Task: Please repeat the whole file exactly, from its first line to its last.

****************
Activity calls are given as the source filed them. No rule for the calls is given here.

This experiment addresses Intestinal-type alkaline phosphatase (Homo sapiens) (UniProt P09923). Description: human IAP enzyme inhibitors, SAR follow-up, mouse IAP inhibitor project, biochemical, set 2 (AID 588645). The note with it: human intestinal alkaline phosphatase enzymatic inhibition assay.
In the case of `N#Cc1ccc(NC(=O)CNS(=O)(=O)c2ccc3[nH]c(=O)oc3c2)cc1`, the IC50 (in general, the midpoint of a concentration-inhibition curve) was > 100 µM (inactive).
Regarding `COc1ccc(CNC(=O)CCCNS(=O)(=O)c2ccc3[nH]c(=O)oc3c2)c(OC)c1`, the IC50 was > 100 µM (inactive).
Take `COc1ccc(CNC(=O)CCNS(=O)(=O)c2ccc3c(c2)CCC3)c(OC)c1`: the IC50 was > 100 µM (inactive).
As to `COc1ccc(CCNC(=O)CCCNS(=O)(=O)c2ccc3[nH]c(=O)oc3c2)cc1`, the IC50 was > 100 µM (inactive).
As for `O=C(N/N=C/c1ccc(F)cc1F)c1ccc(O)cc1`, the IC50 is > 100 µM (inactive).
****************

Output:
Activity calls are given as the source filed them. No rule for the calls is given here.

This experiment addresses Intestinal-type alkaline phosphatase (Homo sapiens) (UniProt P09923). Description: human IAP enzyme inhibitors, SAR follow-up, mouse IAP inhibitor project, biochemical, set 2 (AID 588645). The note with it: human intestinal alkaline phosphatase enzymatic inhibition assay.
In the case of `N#Cc1ccc(NC(=O)CNS(=O)(=O)c2ccc3[nH]c(=O)oc3c2)cc1`, the IC50 (in general, the midpoint of a concentration-inhibition curve) was > 100 µM (inactive).
Regarding `COc1ccc(CNC(=O)CCCNS(=O)(=O)c2ccc3[nH]c(=O)oc3c2)c(OC)c1`, the IC50 was > 100 µM (inactive).
Take `COc1ccc(CNC(=O)CCNS(=O)(=O)c2ccc3c(c2)CCC3)c(OC)c1`: the IC50 was > 100 µM (inactive).
As to `COc1ccc(CCNC(=O)CCCNS(=O)(=O)c2ccc3[nH]c(=O)oc3c2)cc1`, the IC50 was > 100 µM (inactive).
As for `O=C(N/N=C/c1ccc(F)cc1F)c1ccc(O)cc1`, the IC50 is > 100 µM (inactive).